NOT FOR PUBLICATION WITHOUT THE APPROVAL OF THE APPELLATE DIVISION
Submitted February 7, 2011 - Decided Before Judges Reisner and Sabatino.
On appeal from the Superior Court of New Jersey, Chancery Division, Family Part, Essex County, Docket No. FG-07-127-09.
Yvonne Smith Segars, Public Defender, attorney for appellant S.R.M. (Anthony J. Vecchio, Designated Counsel, of counsel and on the brief).
Yvonne Smith Segars, Public Defender, attorney for appellant G.F. (William J. Sweeney, Designated Counsel, on the brief). Paula T. Dow, Attorney General, attorney for respondent (Andrea M. Silkowitz, Assistant Attorney General, of counsel; Jody A. Carbone, Deputy Attorney General, on the brief).
Yvonne Smith Segars, Public Defender, Law Guardian, attorney for minor G.N.F. (Nancy P. Fratz, Assistant Deputy Public Defender, on the brief).
After a three-day guardianship trial, the parental rights of defendants S.R.M. and G.F., the biological parents of G.N.F. ("Alicia"*fn1 ), were terminated by the Family Part pursuant to N.J.S.A. 30:4C-15.1(a). Defendants have respectively appealed that final judgment, principally alleging that the trial court's decision was contrary to the child's best interests; that the trial court and the Division of Youth and Family Services ("DYFS" or "the Division") failed to adequately explore alternatives to termination, in particular the possible placement with the child's paternal grandmother in South Carolina; that the court's decision was premature; and that the court committed other procedural and substantive errors. We reject defendants' arguments and affirm.
The Division's proofs at trial, which were not rebutted by any defense testimony, adduced the following pertinent facts and circumstances. On the whole, they present a scenario in which Alicia was removed from her mother, S.R.M., at birth because S.R.M. was addicted to crack cocaine and heroin, had used those illegal drugs throughout her pregnancy, and was unable to provide Alicia with a safe home and a stable environment. The child's father, G.F., was also addicted to drugs, resulting in his incarceration for much of Alicia's life to date. Despite reasonable efforts by the Division to offer services to defendants, they failed to take advantage of those services and, in fact, virtually disappeared for almost sixteen months during their daughter's first two years. Meanwhile, Alicia has bonded with and has been well-cared for by her foster parents, who now wish to adopt her. The sole expert testimony presented at trial confirmed that it is in Alicia's best interests to remain with her foster parents and that a placement with her paternal grandmother in South Carolina, as suggested by defendants, would jeopardize her well-being.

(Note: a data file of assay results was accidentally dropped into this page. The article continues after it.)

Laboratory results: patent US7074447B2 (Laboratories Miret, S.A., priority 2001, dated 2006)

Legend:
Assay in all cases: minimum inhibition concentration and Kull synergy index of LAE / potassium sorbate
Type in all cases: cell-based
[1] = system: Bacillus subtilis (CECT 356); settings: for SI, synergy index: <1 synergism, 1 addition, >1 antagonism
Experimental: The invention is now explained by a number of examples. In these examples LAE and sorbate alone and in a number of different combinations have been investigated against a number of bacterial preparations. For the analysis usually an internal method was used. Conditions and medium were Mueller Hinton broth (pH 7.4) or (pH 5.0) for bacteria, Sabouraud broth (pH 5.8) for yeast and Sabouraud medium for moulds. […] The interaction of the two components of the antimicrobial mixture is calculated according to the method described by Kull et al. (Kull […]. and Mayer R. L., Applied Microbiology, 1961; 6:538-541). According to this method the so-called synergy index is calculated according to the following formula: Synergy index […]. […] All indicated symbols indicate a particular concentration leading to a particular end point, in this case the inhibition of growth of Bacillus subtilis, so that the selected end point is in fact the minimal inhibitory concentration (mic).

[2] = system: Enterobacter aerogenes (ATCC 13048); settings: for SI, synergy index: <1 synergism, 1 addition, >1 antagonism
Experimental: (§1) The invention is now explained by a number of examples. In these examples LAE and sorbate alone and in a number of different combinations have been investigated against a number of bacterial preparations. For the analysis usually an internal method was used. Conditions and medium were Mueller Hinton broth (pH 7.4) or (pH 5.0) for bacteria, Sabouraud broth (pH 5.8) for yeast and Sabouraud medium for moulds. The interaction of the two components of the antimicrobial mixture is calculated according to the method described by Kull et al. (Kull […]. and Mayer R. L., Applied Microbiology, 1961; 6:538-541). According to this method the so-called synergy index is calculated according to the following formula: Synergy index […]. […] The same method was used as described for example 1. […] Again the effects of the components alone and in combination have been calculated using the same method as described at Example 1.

Alicia was born in January 2008. Four months prior to her delivery, Alicia's mother, S.R.M., had come to the hospital with chest and abdominal pain. S.R.M., who was then twenty-three weeks pregnant and homeless, admitted that she had been smoking crack cocaine during her pregnancy and, in fact, she tested positive at the hospital for opiates. By S.R.M.'s account, she had been "living in the street" with G.F. since returning to New Jersey from Texas two months earlier. According to the hospital's discharge planning form, "DYFS [would] make a report, but [could not] intervene at [that] time. [S.R.M.] [was to] be given a bus ticket and a shelter list."
In early January 2008, the Division received a second referral from the hospital. This time, "[s]ocial service intervention was required because S.R.M. had an outside delivery, the baby was admitted to the NICU, and because [S.R.M.] tested positive for substance abuse." S.R.M. later reported to hospital staff that "she did not realize that she was in labor as she did not feel pain." Upon arrival at the hospital, the baby's urine tested positive for cocaine. S.R.M. reported that she had last used cocaine at 10:00 p.m. on the night before Alicia's birth. At the hospital, S.R.M. tested positive for cocaine and heroin and she "appeared to be under the influence of a substance." S.R.M.'s medical records confirmed her repeated history of drug use before and during her pregnancy.
Upon her arrival at the hospital, Alicia was admitted to the intensive care nursery. Less than a week later, she was transferred to the normal newborn nursery. The Division petitioned for, and was granted, temporary custody of Alicia on January 9, 2008, pursuant to an order to show cause. Alicia was discharged to a DYFS worker on January 11, 2008 and placed in foster care.
The Division held a family team meeting on March 12, 2008, attempting to develop a plan to promote, at that time, potential reunification of Alicia with her birth parents, S.R.M. and G.F. S.R.M. and G.F. both visited with Alicia that day. However, both S.R.M. and G.F. thereafter ceased contact with the Division for over a year. In the meantime, the Division brought an action in the Family Part alleging that Alicia had been abused and neglected.